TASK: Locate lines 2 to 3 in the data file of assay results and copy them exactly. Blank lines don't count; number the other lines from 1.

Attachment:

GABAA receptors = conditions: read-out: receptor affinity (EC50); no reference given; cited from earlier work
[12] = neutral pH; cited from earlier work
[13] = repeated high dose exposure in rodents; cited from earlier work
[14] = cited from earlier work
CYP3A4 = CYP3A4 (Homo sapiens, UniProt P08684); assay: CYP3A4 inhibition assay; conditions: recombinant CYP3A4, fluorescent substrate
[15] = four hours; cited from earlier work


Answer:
[12] = neutral pH; cited from earlier work
[13] = repeated high dose exposure in rodents; cited from earlier work